In Excel, you have the ability to add comments to a cell. After it’s created, you can mouse over the cell to see the comment, or set it to show. You can even choose to have it print.
This is an alternate method to comment. Once created, you will only see it if you select the cell. It’s normally used to offer the user guidance on input to a cell, but can also be used for comments. To me, it’s cleaner looking than the normal comment method.
To create, select the cell you want the message in, then click the Data Validation button under the Data Tools ribbon.
Under the Input Message tab, create the Title, and the Input Message.
In this post, I’ll go over some of the benefits of formatting a block of data as as a table. In Excel, it’s as easy as clicking the [Format as Table] button.
Recently, I’ve re-discovered this very useful feature of Excel.
Here is our raw data:
First thing we will do is select the data, and click the [Format as Table] button.
The first thing we notice is the look. You can choose from many different styles that can make readability a lot easier. You can choose from several themed colors, and alternating row colors.
The next feature is filtering. If you’re needing that, it comes pre-loaded with tables.
Another cool feature, when you scroll down, it changes the columns from A,B, C, etc. to the name of the column. See example:
Another valuable feature is adding formulas to the table. All you have to do is add the formula along side the data and it is automatically copied down the entire table. This can be a big help when deal with data that is 1,000’s of rows.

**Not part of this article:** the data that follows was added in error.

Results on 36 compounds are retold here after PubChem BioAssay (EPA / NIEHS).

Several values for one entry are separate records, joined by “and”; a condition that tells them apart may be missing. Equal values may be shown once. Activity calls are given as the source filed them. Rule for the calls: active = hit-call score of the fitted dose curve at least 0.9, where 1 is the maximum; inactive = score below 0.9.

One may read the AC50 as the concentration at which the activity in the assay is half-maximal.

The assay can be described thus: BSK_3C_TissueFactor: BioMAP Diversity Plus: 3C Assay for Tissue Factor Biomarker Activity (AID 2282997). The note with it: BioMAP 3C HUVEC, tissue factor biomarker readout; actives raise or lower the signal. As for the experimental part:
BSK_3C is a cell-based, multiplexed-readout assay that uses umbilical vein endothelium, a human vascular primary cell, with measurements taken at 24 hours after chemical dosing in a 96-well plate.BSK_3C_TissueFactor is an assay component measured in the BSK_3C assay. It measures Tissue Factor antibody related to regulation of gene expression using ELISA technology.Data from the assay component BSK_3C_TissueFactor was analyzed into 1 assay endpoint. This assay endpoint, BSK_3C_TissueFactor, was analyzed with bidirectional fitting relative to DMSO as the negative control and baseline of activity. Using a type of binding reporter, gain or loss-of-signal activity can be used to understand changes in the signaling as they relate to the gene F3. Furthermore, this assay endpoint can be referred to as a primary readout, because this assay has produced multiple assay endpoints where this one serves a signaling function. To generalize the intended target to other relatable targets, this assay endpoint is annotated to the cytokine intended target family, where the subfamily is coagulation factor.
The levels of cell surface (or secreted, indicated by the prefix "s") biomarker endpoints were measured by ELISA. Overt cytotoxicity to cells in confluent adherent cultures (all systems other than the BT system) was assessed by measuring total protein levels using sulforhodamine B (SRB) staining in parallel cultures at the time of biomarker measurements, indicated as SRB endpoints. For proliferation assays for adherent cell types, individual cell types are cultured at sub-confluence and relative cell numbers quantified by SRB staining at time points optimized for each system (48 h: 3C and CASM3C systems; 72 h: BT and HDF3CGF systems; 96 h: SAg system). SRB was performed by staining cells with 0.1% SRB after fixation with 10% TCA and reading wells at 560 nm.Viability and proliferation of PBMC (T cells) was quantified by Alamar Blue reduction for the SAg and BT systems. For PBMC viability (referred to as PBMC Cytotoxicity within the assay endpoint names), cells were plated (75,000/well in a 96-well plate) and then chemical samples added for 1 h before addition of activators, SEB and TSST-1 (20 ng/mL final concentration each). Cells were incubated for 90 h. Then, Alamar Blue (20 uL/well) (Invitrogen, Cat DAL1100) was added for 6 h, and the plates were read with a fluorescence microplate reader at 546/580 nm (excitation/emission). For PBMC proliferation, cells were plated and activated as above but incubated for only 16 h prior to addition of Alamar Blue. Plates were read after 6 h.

In my example, I’ve added a “Net” column and “End Balance” column. I added formulas to the first row of data and it copied down. It gives you the lightning bolt icon to let you know it did it’s thing. You can also us the drop down on the icon to undo this feature.
Finally, if you plan to use your data for formulas, or pivot tables, the new table comes with a name that can be edited/changed in Name Manager. Usually, Excel just assigns “Table1”, “Table2”, etc.
Since about 1995, I’ve been creating randomwebsites. Mostly for my own enjoyment. Some are still useful today, and some I just keep around for nostalgic purposes, and to clutter up the internet. They’ve been on lokey.com, lokeys.com, and lokey.biz. Now, their home is lokey.co. OK. I like my last name…
One of my more useful sites is a loan calculator. It shows the principal+interest, and total paid. At one time, I was into browser bookmarks. Some include getting the URL, and title of a web page. And a cool one can create a QR code of the URL so you can transfer it to a smart phone. Most recently, I’ve been playing around with Google Sites. I have a test page, and a page I created for a property I’m selling locally. Also created a stand alone page for it as well.